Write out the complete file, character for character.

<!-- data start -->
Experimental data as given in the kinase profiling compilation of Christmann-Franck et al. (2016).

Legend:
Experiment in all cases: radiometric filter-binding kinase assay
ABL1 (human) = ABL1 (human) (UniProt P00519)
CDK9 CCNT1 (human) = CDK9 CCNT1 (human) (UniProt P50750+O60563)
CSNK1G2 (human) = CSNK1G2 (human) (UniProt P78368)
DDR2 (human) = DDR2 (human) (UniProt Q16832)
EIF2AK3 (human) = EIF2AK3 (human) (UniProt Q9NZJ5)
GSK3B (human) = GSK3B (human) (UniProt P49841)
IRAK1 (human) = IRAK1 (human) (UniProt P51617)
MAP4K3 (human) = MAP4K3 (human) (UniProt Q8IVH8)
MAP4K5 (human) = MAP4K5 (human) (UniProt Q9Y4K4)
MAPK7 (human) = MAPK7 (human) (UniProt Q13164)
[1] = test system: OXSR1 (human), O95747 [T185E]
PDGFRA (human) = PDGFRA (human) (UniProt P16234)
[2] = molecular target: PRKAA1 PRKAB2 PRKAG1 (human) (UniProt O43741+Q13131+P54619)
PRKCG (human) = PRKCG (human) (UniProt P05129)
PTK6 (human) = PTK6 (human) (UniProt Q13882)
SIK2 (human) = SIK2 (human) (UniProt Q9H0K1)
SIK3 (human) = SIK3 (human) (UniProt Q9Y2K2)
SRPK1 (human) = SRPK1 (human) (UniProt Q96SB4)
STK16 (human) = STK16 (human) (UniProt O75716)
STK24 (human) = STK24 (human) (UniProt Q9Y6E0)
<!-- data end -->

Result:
Experimental data as given in the kinase profiling compilation of Christmann-Franck et al. (2016).

Legend:
Experiment in all cases: radiometric filter-binding kinase assay
ABL1 (human) = ABL1 (human) (UniProt P00519)
CDK9 CCNT1 (human) = CDK9 CCNT1 (human) (UniProt P50750+O60563)
CSNK1G2 (human) = CSNK1G2 (human) (UniProt P78368)
DDR2 (human) = DDR2 (human) (UniProt Q16832)
EIF2AK3 (human) = EIF2AK3 (human) (UniProt Q9NZJ5)
GSK3B (human) = GSK3B (human) (UniProt P49841)
IRAK1 (human) = IRAK1 (human) (UniProt P51617)
MAP4K3 (human) = MAP4K3 (human) (UniProt Q8IVH8)
MAP4K5 (human) = MAP4K5 (human) (UniProt Q9Y4K4)
MAPK7 (human) = MAPK7 (human) (UniProt Q13164)
[1] = test system: OXSR1 (human), O95747 [T185E]
PDGFRA (human) = PDGFRA (human) (UniProt P16234)
[2] = molecular target: PRKAA1 PRKAB2 PRKAG1 (human) (UniProt O43741+Q13131+P54619)
PRKCG (human) = PRKCG (human) (UniProt P05129)
PTK6 (human) = PTK6 (human) (UniProt Q13882)
SIK2 (human) = SIK2 (human) (UniProt Q9H0K1)
SIK3 (human) = SIK3 (human) (UniProt Q9Y2K2)
SRPK1 (human) = SRPK1 (human) (UniProt Q96SB4)
STK16 (human) = STK16 (human) (UniProt O75716)
STK24 (human) = STK24 (human) (UniProt Q9Y6E0)